Mindful Hatha Yoga

Impermanence in November

November is a time to let go the blooms and prepare for the somber quiet sparse beauty of winter. I remember a few weeks ago how brilliant so many trees were in my neighborhood. How much we enjoyed staring upwards and admiring the dizzying colour display of maples in October. These same trees are now bare. But in that bareness, there is a unique stark beauty. Seeing through the dense forest, my eyes can make out the lay of the land, the rocky uneven ground cluttered in dry leaves. If I stop and look I can see nests in the branches previously hidden by foliage. I can see the rays of the sun shimmering between trees, changing angles in the afternoon. There is much to see and enjoy if we slow down and really look with fresh and willing eyes.

The mind creates our experience out of the contacts we have with the objects of the world: sights & sounds, tastes and smells, touch, voices of people and their actions toward and around us. Some are pleasant and we try to make them last, even though they are fleeting. Some are down right unpleasant and we push them out of our awareness, thereby incurring a lot of stress and suffering . Needless suffering, I might add, as experiences of discomfort are receding all by themselves. But can we remember this in November?

The cold, the wind, the icy rains of November test our patience. Being with all this harsh weather tests our resilience in the face of discomfort. Can we lean in and be with whatever nature brings us? Especially now, knowing that cold will be hanging around for months to come?

Consciousness is co-created from the constant flow of episodic events and our brain making them available to our awareness. We are not in control of the ebb and flow of pleasant mixed with the unpleasant, but imagining we can control our experience, we go to great lengths orchestrating our environment in attempts to shape events to our liking. We do this in our own peculiar ways. This is the time of year I am busy searching travel sites for a warm and sunny holiday from the cold. While feeding the escape fantasy, I know that I am happiest when I can go outside and look at nature even this time of year.  So, I am cautious not to get so lost in dreaming of warm and sunny places, that I forget to look, see and feel what is here now, on these short and cold days of November.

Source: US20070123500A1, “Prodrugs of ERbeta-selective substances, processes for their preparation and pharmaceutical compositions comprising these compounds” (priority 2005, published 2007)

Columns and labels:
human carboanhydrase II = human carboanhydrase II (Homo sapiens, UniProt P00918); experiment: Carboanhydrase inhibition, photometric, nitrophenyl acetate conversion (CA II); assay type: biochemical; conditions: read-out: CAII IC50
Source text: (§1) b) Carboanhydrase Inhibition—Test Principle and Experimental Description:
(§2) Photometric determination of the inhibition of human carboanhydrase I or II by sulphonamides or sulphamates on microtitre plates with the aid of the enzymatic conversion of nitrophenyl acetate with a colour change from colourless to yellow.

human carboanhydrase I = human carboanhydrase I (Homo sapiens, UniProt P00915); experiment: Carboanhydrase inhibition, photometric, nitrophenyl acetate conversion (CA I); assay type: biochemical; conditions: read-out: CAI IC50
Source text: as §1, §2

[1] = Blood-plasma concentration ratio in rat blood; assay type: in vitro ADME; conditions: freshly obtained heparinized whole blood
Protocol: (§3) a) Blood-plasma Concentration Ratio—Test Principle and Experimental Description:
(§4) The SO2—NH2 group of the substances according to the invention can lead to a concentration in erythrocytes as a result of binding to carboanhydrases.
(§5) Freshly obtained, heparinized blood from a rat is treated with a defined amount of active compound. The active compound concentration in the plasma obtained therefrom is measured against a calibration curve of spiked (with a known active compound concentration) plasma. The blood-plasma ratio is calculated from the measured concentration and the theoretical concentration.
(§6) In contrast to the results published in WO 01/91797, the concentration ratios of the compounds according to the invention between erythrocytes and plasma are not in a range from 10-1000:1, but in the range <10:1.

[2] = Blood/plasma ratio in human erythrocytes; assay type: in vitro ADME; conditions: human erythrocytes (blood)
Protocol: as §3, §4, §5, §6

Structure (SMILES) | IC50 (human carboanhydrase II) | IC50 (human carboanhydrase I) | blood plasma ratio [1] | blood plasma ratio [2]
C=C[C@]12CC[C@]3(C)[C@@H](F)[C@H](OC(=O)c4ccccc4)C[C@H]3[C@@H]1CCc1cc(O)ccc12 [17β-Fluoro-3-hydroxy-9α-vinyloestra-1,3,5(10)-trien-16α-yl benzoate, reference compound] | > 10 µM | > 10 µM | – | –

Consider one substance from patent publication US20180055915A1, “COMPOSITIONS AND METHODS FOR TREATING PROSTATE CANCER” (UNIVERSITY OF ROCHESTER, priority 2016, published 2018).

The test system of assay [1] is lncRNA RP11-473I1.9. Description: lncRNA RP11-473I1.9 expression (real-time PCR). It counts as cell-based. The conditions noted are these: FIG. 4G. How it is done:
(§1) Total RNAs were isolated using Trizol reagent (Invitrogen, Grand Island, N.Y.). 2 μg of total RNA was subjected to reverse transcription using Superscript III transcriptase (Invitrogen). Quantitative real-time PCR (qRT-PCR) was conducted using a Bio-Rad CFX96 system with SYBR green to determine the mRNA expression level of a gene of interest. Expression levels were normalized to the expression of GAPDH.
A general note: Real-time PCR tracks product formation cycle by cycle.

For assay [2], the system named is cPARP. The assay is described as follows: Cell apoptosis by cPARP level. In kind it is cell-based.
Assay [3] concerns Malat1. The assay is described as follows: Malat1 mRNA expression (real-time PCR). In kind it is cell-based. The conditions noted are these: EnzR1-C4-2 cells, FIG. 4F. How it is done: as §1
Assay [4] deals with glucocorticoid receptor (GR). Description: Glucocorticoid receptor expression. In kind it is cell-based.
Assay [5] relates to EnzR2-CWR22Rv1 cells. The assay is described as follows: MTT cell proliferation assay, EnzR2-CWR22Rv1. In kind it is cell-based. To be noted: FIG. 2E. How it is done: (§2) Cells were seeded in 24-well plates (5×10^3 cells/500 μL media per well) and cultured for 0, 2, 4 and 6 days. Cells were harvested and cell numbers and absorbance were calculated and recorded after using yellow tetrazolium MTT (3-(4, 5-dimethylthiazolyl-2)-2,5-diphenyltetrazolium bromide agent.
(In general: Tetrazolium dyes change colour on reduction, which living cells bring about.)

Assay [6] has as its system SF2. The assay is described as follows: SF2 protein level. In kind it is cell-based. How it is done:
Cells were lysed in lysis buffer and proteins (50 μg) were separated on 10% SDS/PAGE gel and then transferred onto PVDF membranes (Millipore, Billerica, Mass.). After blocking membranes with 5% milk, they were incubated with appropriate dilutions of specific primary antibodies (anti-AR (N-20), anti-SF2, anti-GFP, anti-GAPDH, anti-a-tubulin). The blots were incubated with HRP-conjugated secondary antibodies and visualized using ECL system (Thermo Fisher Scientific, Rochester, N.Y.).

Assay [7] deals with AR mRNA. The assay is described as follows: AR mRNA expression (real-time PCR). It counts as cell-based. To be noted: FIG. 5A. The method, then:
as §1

This is a unique time of year to return to mindfulness. Each change in the outer landscape has the power to bring our awareness back to some change in our inner experience. We are reminded of the three flavours of being alive: unsatisfactoriness, impermanence and no -self.  Today, I am contemplating impermanence.

The breath I just took will never be available to me again. If we can manage to remember that letting go is already natural to us, we see that we just have to stop resisting.  This breath is on its way out, I am ready for the next one.  The dates in the calendar remind us that soon this year will have run its course and we prepare for another year of life.  Letting go what has already happened is inevitable. Yet with the colder and darker season coming upon us, this is precisely the way we are challenged, to let go what is gone and turn toward what is always abundantly available: a different, spare beauty in the landscape preparing for the dying season. A dying that is also part of life.   A dying that is necessary to make way for the new life of the coming spring.   November begins this process, of life forms receding, clearing the world for future growth.  Our invitation is to witness what is already on its way made possible by the clearing out, the emptying out, the receding of the remnants of summer.

One way to escape being caught in regret, a sense of loss, or gloominess, is to actually turn toward what is happening right now. Really savoring what is available in each moment re-kindles in us the sense of connectedness to all of life.

Andrew Oldezki writes:

“It is the radical transience of the world that makes it both tragic and beautiful, like the cherry blossoms in Japanese aesthetics. The tragedy is that nothing actually exists; it is ll passing away in the instant it is formed. The beauty is that we have the means to be aware of this, a poignancy of this tiny corner of reality.”

Someone once said about letting go: “you donʼt have to let go; you just need to stop holding on”.